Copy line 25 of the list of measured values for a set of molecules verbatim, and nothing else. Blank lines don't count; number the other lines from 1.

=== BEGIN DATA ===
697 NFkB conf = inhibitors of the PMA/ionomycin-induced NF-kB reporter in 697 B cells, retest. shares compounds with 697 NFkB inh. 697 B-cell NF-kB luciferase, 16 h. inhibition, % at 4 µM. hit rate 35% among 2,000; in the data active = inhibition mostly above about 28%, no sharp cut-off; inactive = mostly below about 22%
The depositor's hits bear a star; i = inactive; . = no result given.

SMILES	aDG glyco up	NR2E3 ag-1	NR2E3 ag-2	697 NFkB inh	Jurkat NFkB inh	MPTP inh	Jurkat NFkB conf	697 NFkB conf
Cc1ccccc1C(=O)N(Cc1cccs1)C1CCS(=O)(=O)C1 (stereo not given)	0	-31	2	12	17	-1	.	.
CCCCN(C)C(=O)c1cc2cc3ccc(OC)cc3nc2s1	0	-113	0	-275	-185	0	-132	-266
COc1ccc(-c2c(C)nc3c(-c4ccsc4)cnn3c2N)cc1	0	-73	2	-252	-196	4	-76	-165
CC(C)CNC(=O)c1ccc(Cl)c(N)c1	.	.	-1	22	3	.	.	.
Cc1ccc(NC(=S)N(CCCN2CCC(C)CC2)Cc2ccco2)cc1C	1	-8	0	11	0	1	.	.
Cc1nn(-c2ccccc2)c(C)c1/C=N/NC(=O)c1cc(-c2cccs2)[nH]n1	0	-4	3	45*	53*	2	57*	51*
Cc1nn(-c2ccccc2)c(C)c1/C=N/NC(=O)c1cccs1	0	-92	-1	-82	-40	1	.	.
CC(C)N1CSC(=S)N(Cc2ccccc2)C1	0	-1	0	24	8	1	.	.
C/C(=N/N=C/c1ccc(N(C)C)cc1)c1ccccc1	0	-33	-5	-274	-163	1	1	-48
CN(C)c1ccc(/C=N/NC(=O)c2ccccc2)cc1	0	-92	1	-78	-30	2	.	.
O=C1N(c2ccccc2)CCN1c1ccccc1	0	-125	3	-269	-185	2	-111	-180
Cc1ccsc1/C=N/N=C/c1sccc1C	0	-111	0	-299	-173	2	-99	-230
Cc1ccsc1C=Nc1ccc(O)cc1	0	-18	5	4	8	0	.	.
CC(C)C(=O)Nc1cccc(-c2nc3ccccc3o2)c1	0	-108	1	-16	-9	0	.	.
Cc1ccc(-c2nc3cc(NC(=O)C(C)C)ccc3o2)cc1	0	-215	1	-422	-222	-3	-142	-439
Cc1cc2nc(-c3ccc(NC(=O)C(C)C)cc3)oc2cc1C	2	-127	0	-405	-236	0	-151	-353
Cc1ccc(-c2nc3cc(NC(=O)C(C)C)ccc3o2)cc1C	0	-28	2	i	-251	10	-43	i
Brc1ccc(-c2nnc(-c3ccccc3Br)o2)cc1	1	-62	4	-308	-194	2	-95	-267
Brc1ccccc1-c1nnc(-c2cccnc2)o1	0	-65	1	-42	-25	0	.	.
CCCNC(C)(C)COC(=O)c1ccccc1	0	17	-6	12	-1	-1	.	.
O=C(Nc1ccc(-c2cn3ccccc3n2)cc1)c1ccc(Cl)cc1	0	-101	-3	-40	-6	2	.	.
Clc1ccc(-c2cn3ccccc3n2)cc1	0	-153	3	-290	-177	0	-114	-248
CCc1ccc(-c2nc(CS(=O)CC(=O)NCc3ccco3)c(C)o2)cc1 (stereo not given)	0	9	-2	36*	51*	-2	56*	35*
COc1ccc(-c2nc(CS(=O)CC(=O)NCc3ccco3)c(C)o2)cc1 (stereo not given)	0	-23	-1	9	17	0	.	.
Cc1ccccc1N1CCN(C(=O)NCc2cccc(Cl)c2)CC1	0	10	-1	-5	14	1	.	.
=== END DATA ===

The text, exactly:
Clc1ccc(-c2cn3ccccc3n2)cc1	0	-153	3	-290	-177	0	-114	-248